The total number of sessions in memory includes sessions replicated from other cluster nodes that are not being accessed on this node. Take this into account when setting <max-active-sessions>. The number of sessions replicated from other nodes also depends on whether REPL or DIST cache mode is enabled. In REPL cache mode, each session is replicated to each node. In DIST cache mode, each session is replicated only to the number of nodes specified by the owners parameter. See Configure the Cache Mode in the JBoss EAP Configuration Guide for information on configuring session cache modes. For example, consider an eight node cluster, where each node handles requests from 100 users. With REPL cache mode, each node would store 800 sessions in memory. With DIST cache mode enabled, and the default owners setting of 2, each node stores 200 sessions in memory.

6.3. Public API for Clustering Services

JBoss EAP 7 introduces a refined public clustering API for use by applications. The new services are designed to be lightweight, easily injectable, with no external dependencies.

org.wildfly.clustering.group.Group

The group service provides a mechanism to view the cluster topology for a JGroups channel, and to be notified when the topology changes.

@Resource(lookup = "java:jboss/clustering/group/channel-name")
private Group channelGroup;
org.wildfly.clustering.dispatcher.CommandDispatcher

The CommandDispatcherFactory service provides a mechanism to create a dispatcher for executing commands on nodes in the cluster. The resulting CommandDispatcher is a command-pattern analog to the reflection-based GroupRpcDispatcher from previous JBoss EAP releases.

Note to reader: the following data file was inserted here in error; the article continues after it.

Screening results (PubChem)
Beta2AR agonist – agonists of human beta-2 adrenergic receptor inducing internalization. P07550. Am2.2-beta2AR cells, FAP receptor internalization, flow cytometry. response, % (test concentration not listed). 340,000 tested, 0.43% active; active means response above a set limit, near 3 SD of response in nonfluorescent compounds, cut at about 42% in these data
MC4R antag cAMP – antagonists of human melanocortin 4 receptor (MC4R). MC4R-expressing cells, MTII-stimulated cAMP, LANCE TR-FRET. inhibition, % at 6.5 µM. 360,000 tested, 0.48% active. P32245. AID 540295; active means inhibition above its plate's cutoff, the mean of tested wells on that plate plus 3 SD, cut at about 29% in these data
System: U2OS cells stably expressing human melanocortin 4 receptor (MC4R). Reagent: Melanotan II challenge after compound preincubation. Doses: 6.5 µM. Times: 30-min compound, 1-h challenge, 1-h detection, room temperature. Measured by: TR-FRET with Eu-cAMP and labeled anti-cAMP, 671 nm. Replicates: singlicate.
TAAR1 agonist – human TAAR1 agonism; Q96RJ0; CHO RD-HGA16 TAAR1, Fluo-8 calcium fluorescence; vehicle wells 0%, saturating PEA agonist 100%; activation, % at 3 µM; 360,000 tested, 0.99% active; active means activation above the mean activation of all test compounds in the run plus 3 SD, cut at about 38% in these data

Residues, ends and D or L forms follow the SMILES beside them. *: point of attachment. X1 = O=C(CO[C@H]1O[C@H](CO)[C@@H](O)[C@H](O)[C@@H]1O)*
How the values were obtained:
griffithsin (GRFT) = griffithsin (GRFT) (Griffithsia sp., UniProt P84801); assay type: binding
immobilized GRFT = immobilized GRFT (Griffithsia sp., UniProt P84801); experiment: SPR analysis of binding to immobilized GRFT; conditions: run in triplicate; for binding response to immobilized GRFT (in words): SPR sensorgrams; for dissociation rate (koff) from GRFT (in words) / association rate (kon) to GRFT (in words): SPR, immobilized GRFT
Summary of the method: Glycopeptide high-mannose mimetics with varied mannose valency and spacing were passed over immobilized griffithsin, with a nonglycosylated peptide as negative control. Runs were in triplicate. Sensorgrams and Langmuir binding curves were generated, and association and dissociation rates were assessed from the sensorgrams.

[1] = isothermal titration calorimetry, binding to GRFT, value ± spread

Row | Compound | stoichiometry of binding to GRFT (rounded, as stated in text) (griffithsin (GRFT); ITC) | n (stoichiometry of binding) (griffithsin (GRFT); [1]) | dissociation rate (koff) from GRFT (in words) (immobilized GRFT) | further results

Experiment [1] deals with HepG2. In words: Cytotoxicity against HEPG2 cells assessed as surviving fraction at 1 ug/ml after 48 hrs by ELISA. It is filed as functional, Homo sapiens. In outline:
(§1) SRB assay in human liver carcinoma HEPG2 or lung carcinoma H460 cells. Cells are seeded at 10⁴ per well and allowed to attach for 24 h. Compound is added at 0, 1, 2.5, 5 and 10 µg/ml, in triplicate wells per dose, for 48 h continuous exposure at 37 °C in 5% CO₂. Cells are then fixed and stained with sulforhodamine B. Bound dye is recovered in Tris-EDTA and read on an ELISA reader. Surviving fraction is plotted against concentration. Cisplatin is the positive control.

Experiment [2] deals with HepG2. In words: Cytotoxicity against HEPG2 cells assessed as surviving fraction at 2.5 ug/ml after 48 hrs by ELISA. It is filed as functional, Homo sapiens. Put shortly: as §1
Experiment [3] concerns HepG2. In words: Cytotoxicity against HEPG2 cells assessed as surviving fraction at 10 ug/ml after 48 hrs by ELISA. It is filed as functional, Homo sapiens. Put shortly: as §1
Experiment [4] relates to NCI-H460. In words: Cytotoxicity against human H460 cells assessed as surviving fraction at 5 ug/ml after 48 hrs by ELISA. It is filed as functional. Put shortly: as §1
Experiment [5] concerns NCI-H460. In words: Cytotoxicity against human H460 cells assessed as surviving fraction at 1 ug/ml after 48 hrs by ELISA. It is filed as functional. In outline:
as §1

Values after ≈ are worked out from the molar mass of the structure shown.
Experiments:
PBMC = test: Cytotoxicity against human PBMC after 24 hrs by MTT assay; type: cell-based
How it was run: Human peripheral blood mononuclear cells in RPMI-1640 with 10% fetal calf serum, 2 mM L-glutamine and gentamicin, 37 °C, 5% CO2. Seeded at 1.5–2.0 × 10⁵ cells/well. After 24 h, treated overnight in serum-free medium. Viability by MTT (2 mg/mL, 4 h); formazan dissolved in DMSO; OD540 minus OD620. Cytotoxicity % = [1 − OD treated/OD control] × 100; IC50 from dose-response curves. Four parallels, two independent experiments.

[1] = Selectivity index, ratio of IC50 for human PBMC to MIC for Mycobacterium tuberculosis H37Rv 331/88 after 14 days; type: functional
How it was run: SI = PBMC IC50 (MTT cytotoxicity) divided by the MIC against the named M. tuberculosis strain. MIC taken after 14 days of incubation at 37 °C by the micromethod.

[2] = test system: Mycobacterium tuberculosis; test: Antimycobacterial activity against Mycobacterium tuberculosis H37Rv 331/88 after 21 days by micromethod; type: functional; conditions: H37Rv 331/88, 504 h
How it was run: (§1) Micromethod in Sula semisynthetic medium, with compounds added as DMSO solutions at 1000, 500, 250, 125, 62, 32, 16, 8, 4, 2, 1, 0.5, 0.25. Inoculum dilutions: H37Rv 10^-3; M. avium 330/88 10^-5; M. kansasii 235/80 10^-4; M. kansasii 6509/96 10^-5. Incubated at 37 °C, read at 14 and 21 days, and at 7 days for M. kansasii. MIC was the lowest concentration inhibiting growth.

@Resource(lookup = "java:jboss/clustering/dispatcher/channel-name")
private CommandDispatcherFactory factory;

public void foo() {
    String context = "Hello world!";
    try (CommandDispatcher<String> dispatcher = this.factory.createCommandDispatcher(context)) {
        dispatcher.executeOnCluster(new StdOutCommand());
    }
}

public static class StdOutCommand implements Command<Void, String> {
    @Override
    public Void execute(String context) {
        System.out.println(context);
        return null;
    }
}

6.4. HA Singleton Service

A clustered singleton service, also known as a high-availability (HA) singleton, is a service deployed on multiple nodes in a cluster. The service is provided on only one of the nodes. The node running the singleton service is usually called the master node.

When the master node either fails or shuts down, another master is selected from the remaining nodes and the service is restarted on the new master. Other than a brief interval when one master has stopped and another has yet to take over, the service is provided by one, and only one, node.

HA Singleton ServiceBuilder API

JBoss EAP 7 introduces a new public API for building singleton services that simplifies the process significantly.

The SingletonServiceBuilder implementation installs its services so they will start asynchronously, preventing deadlocking of the Modular Service Container (MSC).